Once you have partitioned the disks as outlined above. We now need to label them. Select "Label" (Label allocated disk partitions) from the Custom installation menu. A menu should pop up listing the known drives again. If it doesn't it should drop you into the label editor using the last drive you selected during the partition phase. You will now see the FreeBSD Disklabel Editor. You should also see one partition. Since we used the entire disk above it should only have one partition on it. Make sure this partition is highlighted. Then select 'c' to create a filesystem. Make sure it's a filesystem and not swap space. Use the entire free space available. It will then ask you where to mount it. It is not important where you mount it as long as it is not a currently existing mount point such as /usr or /. For this example the first disk we will mount on "/a". When this is done hit 'w' to write the changes out. It should now begin to newfs this drive and setup a FFS on it. When this completes do this for each drive you wish to use in your Vinum configuration. Remember to give each disk a unique mountpoint. When you have finished labeling all the Vinum drives and newfs'ing them exit out of sysinstall. You are now ready to proceed to creating your vinum.conf outlined in the steps below. We are halfway there!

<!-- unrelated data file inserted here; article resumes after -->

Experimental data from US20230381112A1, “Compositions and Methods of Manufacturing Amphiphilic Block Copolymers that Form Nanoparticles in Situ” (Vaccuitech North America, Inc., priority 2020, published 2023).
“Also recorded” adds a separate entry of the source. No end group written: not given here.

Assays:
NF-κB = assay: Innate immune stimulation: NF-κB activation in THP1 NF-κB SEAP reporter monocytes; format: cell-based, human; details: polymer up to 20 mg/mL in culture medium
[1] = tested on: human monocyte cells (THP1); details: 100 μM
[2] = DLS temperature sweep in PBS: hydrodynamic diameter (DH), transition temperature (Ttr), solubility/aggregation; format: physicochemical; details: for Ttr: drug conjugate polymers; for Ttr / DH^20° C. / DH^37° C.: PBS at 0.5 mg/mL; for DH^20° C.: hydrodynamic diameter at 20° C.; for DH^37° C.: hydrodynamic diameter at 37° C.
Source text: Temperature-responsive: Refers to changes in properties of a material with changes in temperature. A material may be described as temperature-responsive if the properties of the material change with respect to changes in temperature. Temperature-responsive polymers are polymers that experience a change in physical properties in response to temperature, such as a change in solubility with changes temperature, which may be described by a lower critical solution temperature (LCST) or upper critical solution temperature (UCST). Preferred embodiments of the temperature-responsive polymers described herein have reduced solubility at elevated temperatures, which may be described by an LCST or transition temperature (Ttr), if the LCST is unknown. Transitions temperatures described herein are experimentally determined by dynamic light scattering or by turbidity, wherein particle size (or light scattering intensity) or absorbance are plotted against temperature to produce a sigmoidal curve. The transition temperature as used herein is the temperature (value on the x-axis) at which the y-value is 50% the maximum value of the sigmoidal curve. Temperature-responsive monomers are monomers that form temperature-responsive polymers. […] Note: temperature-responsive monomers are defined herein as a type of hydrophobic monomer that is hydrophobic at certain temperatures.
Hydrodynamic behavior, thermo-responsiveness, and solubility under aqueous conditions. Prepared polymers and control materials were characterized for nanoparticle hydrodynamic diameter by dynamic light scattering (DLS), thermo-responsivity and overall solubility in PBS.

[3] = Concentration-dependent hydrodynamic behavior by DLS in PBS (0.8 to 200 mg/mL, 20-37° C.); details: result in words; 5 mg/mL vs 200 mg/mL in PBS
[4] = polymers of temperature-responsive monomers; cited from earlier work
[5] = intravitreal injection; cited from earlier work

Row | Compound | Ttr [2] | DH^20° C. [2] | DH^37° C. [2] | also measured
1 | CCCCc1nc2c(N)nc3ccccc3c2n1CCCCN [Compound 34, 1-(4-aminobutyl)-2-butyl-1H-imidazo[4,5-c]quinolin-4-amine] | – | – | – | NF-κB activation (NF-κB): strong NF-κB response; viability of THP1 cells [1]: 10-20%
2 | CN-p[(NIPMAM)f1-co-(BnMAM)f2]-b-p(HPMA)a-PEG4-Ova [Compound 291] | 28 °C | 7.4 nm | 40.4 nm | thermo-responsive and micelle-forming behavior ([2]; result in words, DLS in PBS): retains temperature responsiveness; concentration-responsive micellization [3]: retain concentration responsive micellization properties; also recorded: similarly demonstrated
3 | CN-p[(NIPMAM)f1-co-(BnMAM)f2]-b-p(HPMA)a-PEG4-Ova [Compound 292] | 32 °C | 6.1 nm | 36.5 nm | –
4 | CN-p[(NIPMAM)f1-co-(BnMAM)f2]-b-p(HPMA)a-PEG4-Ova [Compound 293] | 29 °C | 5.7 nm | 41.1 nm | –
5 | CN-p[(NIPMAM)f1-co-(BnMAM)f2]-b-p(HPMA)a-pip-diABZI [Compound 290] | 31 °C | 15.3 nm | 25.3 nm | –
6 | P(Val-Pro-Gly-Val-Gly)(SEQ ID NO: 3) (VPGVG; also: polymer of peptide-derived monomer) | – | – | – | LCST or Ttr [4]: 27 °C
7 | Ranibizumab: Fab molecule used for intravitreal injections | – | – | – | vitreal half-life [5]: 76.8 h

Editing the disklabel

Even though we labeled the disks above in the second section of this guide they were newfs'ed with a FFS filesystem. Vinum won't use that. So now we need to real easily we need to edit the disklabel on each disk we want in our Vinum configuration to use the 'vinum' FS type. So for each disk run 'disklabel -e disk' where disk is the device name of the disk you wish to use. For instance if we configured 3 disks above, SCSI disks da0, da1, and da2 we need to disklabel -e da1, disklabel -e da2, and disklabel -e da3. When you disklabel each one you only make one change. Change the fstype from "4.2BSD" to "vinum". Make sure vinum is lower case. Make sure you do this for each disk in your configuration. Then proceed to the next section.

Vinum configuration example for striping (RAID-0)